The privilege of citizenship
News Editor Klayr Valentine-Fossum shares her experience volunteering with No Mas Muertes over spring break
This was mesquite country, where the dirt-dust soft and light, slipped into every crack and crevice. It left my cameras fighting to open their shutters. The smoke of the campfire absorbed into our bodies.
We had left Friday, March13 for a 30-plus hour car ride, straight on through from Galesburg, Ill. to Tucson, Ariz. We pulled up to a church for our first night’s stay and training. The church had a strong history. It was central in the New Sanctuary Movement, which illegally housed unrecognized refugees from central and South America.
At the training we covered the history of migration through the area, how it was a natural phenomena of many of the people that used to live in the area before the wall was established and the border went under such high security. We were told that the migrants were revolutionaries. They were physically going against a law that many found unjust. Many labeled the immigrants coming here as stresses on society that are here to steal their jobs, the view of them as revolutionaries opened my eyes to the situation, and has stuck with me since.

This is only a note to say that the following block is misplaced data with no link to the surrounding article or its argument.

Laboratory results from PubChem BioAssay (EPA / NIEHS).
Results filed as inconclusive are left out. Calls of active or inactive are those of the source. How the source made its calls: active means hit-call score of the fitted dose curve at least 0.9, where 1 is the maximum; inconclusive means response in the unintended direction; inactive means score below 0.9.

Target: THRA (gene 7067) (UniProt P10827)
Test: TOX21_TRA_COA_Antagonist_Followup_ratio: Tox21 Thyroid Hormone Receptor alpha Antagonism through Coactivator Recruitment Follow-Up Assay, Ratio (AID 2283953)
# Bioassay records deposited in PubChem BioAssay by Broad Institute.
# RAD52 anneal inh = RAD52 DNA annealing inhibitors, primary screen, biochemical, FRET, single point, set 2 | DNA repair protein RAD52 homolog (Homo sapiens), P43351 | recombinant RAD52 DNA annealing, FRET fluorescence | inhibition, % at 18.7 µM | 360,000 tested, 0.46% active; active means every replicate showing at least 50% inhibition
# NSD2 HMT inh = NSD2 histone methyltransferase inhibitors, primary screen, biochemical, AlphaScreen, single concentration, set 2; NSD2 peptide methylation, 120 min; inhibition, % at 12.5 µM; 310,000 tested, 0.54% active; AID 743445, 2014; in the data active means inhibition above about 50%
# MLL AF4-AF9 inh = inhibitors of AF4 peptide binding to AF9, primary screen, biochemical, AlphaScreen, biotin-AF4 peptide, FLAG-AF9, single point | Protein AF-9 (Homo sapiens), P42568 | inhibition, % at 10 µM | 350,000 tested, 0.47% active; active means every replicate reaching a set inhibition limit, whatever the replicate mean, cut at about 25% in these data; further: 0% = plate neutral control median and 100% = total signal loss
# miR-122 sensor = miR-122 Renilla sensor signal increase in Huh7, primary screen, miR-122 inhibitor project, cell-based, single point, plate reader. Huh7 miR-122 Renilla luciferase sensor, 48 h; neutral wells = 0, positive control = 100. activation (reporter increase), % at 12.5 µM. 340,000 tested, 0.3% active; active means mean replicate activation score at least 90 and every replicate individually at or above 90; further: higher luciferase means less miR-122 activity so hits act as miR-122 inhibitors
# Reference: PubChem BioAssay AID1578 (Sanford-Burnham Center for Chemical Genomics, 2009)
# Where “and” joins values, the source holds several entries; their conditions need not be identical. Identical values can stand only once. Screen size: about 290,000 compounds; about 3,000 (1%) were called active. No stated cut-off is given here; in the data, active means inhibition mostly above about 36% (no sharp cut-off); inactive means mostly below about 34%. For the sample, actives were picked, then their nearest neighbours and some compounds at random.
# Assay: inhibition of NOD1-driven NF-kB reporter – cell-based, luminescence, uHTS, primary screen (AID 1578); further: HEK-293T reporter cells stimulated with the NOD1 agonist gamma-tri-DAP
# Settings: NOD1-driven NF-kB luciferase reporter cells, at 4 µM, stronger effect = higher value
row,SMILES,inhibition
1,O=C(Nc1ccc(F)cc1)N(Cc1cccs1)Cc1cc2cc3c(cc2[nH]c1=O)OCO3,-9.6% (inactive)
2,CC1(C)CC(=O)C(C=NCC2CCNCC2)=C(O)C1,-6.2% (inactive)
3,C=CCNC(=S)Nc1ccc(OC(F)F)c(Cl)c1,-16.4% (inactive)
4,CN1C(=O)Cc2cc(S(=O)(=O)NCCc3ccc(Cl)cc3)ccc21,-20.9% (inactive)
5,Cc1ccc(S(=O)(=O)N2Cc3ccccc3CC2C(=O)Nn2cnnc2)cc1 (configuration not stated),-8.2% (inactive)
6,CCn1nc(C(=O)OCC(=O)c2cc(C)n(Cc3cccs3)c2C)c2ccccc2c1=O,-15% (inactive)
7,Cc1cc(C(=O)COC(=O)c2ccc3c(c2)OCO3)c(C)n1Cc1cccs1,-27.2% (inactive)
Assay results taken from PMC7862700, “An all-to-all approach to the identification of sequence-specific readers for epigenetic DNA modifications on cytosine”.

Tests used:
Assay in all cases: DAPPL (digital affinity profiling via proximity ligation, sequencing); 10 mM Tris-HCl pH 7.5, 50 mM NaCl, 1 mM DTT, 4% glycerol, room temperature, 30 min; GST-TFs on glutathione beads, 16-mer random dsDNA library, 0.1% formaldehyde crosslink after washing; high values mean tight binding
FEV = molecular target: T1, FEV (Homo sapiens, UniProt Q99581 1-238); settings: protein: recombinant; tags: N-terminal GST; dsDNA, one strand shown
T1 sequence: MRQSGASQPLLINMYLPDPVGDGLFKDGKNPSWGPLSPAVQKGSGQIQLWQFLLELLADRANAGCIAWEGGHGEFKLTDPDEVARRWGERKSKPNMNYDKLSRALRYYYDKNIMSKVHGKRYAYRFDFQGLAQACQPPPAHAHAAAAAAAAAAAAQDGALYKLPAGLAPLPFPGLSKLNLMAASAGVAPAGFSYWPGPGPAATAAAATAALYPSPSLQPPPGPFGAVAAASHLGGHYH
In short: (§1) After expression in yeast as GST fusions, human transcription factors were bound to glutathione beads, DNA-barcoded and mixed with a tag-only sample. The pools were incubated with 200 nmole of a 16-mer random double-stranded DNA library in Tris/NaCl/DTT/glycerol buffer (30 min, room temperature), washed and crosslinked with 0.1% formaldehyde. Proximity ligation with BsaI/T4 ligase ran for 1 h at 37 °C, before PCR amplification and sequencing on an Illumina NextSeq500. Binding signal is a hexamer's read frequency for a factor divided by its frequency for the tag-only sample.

The next morning we drove out to the camp, Carl’s Camp. It was about an hour ride away from the church, two miles from the nearest town, Arivaca, and about 12 miles from the U.S.-Mexico border. Border Patrol was always driving by the camp.